One good point though, when your spending time with your kids, do spend the time with them. Give them that focus and attention and at will help them a ton, and be returned many times down the road.

Patrik (user link) says:

Putting aside for a moment the fact that the baby has mistaken a word that means one thing for a word that means another:

It is important that parents put down the phone. While babies might not understand exactly what’s going on, by age 2 or 3 they are totally aware that Mommy and Daddy have a “toy” that is allowed to interrupt every meal, every conversation, story time, etc. Kids are perceptive enough to notice this.

I can’t imagine how heartbreaking it is to be waiting all day for Daddy to come home from work, only to have him constantly being pulled away by a flashy, tinny little piece of plastic. For me, there wasn’t enough daylight for all the fun things I wanted to do with my parents.

And besides, it *should* be making the parent sad to be constantly pulled away from their children. I coach a little league baseball team and it pisses me off to no end to have one of my players yelling for his parents to watch him go up to bat and see them checking FB or taking work emails or whatever. It *does* register with these kids. And it’s silly, us coaches don’t allow players to use their phones in the dugout, nor do I even take mine out of my bat bag. But Mom and Dad can’t turn off the phone for 6 innings/an hour and a half? And parents: time with children is precious; these kids *want* your attention right now, but in a few years when they’re teens they’re not going to want anything do with you. Cherish it.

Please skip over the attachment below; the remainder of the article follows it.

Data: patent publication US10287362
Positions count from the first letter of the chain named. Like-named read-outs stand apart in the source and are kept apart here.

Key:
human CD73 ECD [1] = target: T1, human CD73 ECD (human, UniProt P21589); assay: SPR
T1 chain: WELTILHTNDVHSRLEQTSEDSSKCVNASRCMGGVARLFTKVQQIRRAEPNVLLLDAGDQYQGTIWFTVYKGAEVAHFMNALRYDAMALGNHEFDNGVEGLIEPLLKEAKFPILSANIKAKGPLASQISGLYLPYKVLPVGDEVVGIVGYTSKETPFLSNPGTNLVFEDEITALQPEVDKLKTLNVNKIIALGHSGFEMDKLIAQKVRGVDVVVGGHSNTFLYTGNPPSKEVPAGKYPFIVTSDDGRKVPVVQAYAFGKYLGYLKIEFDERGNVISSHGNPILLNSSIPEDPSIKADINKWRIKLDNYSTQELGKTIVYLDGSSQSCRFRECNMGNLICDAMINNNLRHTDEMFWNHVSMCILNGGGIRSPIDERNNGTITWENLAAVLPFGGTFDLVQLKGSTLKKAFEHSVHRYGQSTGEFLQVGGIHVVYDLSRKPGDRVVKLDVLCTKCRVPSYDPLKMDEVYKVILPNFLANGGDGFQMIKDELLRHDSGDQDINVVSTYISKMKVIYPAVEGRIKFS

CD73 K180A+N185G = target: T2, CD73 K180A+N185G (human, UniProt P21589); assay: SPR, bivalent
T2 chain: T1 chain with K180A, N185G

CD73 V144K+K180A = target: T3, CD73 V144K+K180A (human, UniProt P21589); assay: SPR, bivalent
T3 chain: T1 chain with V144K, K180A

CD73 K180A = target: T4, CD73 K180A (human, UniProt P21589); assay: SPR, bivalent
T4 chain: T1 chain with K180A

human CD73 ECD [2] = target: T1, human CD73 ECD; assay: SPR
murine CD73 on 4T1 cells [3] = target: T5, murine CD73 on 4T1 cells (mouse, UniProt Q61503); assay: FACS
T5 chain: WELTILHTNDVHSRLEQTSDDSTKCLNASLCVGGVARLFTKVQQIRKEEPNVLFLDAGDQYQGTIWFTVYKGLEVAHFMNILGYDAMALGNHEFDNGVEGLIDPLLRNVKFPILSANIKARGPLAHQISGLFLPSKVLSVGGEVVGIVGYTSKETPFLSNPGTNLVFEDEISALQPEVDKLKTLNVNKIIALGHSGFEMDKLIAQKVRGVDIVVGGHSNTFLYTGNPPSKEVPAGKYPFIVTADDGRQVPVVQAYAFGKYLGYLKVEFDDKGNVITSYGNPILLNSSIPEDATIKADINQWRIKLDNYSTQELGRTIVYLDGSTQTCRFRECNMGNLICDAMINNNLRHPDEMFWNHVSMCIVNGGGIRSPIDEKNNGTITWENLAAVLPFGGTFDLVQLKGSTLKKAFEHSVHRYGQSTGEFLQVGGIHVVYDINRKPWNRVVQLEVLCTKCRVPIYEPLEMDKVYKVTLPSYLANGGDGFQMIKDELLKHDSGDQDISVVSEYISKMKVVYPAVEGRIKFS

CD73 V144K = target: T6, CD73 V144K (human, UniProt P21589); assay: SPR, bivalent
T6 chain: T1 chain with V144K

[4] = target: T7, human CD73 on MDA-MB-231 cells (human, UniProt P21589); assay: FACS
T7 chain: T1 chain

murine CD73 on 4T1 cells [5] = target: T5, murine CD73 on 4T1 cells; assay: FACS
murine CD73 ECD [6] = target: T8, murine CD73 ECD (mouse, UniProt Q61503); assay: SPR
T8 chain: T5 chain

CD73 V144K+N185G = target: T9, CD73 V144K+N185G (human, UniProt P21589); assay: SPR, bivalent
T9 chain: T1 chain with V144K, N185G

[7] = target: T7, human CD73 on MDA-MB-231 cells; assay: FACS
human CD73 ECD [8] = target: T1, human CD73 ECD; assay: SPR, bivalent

Jon Renaut (profile) says:

Broke my heart

My daughter wasn’t even two when she said, “Put phone away, Dada” for the first time. It was a bit of a shock. And there’s a good chance I was reading Techdirt when she said it.

But it has changed my behavior. I make sure I let her know when I’m checking email and will be with her in just a minute. I’m home with her from 3-530 every day (luxury of being a government contractor), and I do like to keep up on the important emails that come in while the rest of the world is working. But I work much harder now on balancing my attention between her and my internet connection.

Gene Cavanaugh (profile) says:

Iphone and "mama"

DUH! My kids had limited language skills, and when they did something like that they meant that “whatever” (such as a POTS phone) was used to TALK to mama! They were never confused about which was which.
My great grandson (the cutest kid that ever lived, and I am NOT biased!) can’t talk at one year, but from nine months he has signed things like “more”, “milk” “mama”, and several others. All women, for a while, were “milk”, because his mother breast feeds, but he knew who actually fed him.
Incidentally, you should try learning simple sign language and teach it to your child – it really helps, and you can truthfully say (s)he is multi-lingual!

Griff (profile) says:

Kids don't have the barriers we have

My 4 year old invented a new dog lead last week.
It’s actually a walkie talkie watch with a tiny counterpart on the dog’s collar. You speak commands into it and they come out on the collar in dog language. Thus he understands what you want and happily obeys. No need for the old fashioned “length of rope” technology.

The point I’m making is that he happily assumes that either this is easy or that it soon will be. In fact he wants me to build it some weekend soon. He (and I suspect most kids) have a view of modern tech that is pretty close to magic and are not phased by any of it.

40 years ago before he died my dad told 6 year old me “it’ll be easy for your generation, unlike me you can just watch television without worrying about how on earth it works”.

Cdaragorn (profile) says:

Maybe even simpler

You’re reading too much out of what he said.

The child doesn’t need to understand that ‘mama’ is somewhere else, they just understand that when they can’t see ‘mama’ right now, ‘mama’ could come up on the screen.

I have two small children myself right now, and they both could easily have worked that out by the time they were 6 months.